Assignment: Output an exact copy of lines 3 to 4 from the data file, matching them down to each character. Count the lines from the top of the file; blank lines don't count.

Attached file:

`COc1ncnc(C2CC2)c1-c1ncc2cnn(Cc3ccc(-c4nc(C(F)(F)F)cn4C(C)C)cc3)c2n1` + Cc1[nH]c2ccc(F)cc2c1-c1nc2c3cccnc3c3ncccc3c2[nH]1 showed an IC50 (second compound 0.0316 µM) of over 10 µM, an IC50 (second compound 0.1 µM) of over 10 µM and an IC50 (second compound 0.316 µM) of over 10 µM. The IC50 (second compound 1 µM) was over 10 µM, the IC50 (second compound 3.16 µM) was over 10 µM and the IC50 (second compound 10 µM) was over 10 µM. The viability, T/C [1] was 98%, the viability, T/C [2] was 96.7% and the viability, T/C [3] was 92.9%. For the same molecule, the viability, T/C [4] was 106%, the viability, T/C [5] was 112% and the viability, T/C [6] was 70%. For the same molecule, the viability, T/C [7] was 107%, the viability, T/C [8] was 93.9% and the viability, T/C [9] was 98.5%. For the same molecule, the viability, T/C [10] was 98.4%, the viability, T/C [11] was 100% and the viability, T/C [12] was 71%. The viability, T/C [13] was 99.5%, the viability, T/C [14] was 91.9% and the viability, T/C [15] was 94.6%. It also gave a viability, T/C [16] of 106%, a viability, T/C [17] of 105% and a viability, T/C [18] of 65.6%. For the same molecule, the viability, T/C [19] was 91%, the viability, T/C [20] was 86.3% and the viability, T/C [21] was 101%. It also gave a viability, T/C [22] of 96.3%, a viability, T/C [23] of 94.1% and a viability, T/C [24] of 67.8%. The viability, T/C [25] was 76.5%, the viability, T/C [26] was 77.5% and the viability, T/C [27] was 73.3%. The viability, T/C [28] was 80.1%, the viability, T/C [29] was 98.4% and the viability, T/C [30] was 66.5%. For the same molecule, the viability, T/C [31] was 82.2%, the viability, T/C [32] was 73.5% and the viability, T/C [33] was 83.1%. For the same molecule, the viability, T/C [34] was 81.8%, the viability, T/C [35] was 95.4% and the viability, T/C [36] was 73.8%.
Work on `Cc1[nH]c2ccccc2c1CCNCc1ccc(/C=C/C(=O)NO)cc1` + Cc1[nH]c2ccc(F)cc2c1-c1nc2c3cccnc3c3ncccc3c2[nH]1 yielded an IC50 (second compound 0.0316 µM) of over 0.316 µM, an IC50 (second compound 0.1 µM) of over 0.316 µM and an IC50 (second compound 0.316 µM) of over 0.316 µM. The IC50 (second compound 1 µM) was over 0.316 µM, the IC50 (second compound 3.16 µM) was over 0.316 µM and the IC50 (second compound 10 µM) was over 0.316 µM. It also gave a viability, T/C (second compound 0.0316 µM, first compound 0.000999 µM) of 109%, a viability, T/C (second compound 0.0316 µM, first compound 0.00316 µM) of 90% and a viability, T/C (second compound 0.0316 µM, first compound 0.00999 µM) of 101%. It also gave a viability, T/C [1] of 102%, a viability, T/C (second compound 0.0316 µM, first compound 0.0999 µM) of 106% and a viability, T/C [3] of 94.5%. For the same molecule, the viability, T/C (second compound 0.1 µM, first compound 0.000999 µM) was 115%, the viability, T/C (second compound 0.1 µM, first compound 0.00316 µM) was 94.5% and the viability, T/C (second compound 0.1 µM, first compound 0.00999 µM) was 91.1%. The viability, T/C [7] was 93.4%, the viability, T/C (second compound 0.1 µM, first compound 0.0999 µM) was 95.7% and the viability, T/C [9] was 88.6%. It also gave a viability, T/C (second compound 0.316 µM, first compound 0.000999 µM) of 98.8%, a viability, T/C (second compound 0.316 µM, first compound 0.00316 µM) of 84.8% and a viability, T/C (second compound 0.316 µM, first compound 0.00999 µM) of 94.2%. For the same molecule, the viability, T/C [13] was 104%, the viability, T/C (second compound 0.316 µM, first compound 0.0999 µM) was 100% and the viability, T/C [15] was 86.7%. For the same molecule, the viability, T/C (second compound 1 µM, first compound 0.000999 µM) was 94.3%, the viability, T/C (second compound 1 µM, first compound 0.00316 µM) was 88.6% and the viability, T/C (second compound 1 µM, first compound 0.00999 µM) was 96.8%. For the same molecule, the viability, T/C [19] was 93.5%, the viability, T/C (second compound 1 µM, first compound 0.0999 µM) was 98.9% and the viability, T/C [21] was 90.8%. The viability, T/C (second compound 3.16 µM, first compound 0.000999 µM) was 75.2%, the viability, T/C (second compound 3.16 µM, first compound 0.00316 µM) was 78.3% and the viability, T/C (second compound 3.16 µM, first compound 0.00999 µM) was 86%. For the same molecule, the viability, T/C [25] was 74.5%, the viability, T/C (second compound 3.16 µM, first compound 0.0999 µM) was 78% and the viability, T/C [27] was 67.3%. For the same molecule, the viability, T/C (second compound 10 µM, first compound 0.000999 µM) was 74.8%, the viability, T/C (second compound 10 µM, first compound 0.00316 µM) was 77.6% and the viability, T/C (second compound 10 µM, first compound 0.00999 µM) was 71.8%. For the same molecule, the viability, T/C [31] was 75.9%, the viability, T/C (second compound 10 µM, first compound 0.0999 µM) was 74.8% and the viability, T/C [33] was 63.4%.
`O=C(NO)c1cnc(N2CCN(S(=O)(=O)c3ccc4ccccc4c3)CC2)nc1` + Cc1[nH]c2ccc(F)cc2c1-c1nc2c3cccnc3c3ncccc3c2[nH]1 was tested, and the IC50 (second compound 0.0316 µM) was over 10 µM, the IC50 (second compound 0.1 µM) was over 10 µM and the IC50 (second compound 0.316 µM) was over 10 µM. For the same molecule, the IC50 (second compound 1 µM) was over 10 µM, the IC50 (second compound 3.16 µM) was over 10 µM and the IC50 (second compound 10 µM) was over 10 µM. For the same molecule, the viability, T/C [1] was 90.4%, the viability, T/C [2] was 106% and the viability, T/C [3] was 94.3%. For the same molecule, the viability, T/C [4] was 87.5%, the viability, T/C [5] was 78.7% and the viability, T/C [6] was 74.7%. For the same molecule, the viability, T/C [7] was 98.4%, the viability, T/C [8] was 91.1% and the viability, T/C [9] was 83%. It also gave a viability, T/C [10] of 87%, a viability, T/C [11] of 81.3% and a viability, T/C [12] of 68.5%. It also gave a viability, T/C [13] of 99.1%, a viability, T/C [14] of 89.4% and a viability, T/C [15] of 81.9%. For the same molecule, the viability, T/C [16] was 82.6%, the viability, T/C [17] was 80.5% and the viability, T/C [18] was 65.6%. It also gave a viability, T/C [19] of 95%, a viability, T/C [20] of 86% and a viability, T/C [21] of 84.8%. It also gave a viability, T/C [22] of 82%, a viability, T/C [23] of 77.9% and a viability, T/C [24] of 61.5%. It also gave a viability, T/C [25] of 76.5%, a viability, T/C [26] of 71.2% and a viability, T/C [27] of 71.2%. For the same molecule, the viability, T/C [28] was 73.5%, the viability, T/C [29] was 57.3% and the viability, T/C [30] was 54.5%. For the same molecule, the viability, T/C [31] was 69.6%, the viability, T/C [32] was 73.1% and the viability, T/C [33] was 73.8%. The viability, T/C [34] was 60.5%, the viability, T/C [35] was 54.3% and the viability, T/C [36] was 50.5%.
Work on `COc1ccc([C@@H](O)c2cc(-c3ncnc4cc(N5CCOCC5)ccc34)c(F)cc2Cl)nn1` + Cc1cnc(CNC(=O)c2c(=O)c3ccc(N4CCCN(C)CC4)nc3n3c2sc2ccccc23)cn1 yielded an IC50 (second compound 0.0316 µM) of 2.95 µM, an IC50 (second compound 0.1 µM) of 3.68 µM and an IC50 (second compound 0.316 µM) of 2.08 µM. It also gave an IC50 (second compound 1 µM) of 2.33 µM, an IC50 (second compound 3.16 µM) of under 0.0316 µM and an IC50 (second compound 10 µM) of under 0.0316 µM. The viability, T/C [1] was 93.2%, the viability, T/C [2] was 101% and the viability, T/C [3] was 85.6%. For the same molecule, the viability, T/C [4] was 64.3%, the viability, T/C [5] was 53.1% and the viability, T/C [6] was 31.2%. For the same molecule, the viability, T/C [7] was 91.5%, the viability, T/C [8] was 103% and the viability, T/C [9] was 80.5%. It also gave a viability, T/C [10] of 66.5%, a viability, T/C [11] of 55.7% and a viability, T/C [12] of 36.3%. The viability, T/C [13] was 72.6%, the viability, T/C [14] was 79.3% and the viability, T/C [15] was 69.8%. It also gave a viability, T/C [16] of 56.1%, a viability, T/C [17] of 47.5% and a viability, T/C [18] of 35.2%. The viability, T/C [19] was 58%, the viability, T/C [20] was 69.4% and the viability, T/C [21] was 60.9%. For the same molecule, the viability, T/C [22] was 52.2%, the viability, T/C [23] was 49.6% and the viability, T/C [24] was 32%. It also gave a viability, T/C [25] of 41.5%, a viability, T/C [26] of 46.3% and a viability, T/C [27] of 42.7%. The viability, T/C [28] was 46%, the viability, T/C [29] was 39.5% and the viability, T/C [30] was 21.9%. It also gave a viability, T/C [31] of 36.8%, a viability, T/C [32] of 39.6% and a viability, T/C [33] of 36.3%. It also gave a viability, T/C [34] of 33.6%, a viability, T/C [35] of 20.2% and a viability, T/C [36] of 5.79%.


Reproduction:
`O=C(NO)c1cnc(N2CCN(S(=O)(=O)c3ccc4ccccc4c3)CC2)nc1` + Cc1[nH]c2ccc(F)cc2c1-c1nc2c3cccnc3c3ncccc3c2[nH]1 was tested, and the IC50 (second compound 0.0316 µM) was over 10 µM, the IC50 (second compound 0.1 µM) was over 10 µM and the IC50 (second compound 0.316 µM) was over 10 µM. For the same molecule, the IC50 (second compound 1 µM) was over 10 µM, the IC50 (second compound 3.16 µM) was over 10 µM and the IC50 (second compound 10 µM) was over 10 µM. For the same molecule, the viability, T/C [1] was 90.4%, the viability, T/C [2] was 106% and the viability, T/C [3] was 94.3%. For the same molecule, the viability, T/C [4] was 87.5%, the viability, T/C [5] was 78.7% and the viability, T/C [6] was 74.7%. For the same molecule, the viability, T/C [7] was 98.4%, the viability, T/C [8] was 91.1% and the viability, T/C [9] was 83%. It also gave a viability, T/C [10] of 87%, a viability, T/C [11] of 81.3% and a viability, T/C [12] of 68.5%. It also gave a viability, T/C [13] of 99.1%, a viability, T/C [14] of 89.4% and a viability, T/C [15] of 81.9%. For the same molecule, the viability, T/C [16] was 82.6%, the viability, T/C [17] was 80.5% and the viability, T/C [18] was 65.6%. It also gave a viability, T/C [19] of 95%, a viability, T/C [20] of 86% and a viability, T/C [21] of 84.8%. It also gave a viability, T/C [22] of 82%, a viability, T/C [23] of 77.9% and a viability, T/C [24] of 61.5%. It also gave a viability, T/C [25] of 76.5%, a viability, T/C [26] of 71.2% and a viability, T/C [27] of 71.2%. For the same molecule, the viability, T/C [28] was 73.5%, the viability, T/C [29] was 57.3% and the viability, T/C [30] was 54.5%. For the same molecule, the viability, T/C [31] was 69.6%, the viability, T/C [32] was 73.1% and the viability, T/C [33] was 73.8%. The viability, T/C [34] was 60.5%, the viability, T/C [35] was 54.3% and the viability, T/C [36] was 50.5%.
Work on `COc1ccc([C@@H](O)c2cc(-c3ncnc4cc(N5CCOCC5)ccc34)c(F)cc2Cl)nn1` + Cc1cnc(CNC(=O)c2c(=O)c3ccc(N4CCCN(C)CC4)nc3n3c2sc2ccccc23)cn1 yielded an IC50 (second compound 0.0316 µM) of 2.95 µM, an IC50 (second compound 0.1 µM) of 3.68 µM and an IC50 (second compound 0.316 µM) of 2.08 µM. It also gave an IC50 (second compound 1 µM) of 2.33 µM, an IC50 (second compound 3.16 µM) of under 0.0316 µM and an IC50 (second compound 10 µM) of under 0.0316 µM. The viability, T/C [1] was 93.2%, the viability, T/C [2] was 101% and the viability, T/C [3] was 85.6%. For the same molecule, the viability, T/C [4] was 64.3%, the viability, T/C [5] was 53.1% and the viability, T/C [6] was 31.2%. For the same molecule, the viability, T/C [7] was 91.5%, the viability, T/C [8] was 103% and the viability, T/C [9] was 80.5%. It also gave a viability, T/C [10] of 66.5%, a viability, T/C [11] of 55.7% and a viability, T/C [12] of 36.3%. The viability, T/C [13] was 72.6%, the viability, T/C [14] was 79.3% and the viability, T/C [15] was 69.8%. It also gave a viability, T/C [16] of 56.1%, a viability, T/C [17] of 47.5% and a viability, T/C [18] of 35.2%. The viability, T/C [19] was 58%, the viability, T/C [20] was 69.4% and the viability, T/C [21] was 60.9%. For the same molecule, the viability, T/C [22] was 52.2%, the viability, T/C [23] was 49.6% and the viability, T/C [24] was 32%. It also gave a viability, T/C [25] of 41.5%, a viability, T/C [26] of 46.3% and a viability, T/C [27] of 42.7%. The viability, T/C [28] was 46%, the viability, T/C [29] was 39.5% and the viability, T/C [30] was 21.9%. It also gave a viability, T/C [31] of 36.8%, a viability, T/C [32] of 39.6% and a viability, T/C [33] of 36.3%. It also gave a viability, T/C [34] of 33.6%, a viability, T/C [35] of 20.2% and a viability, T/C [36] of 5.79%.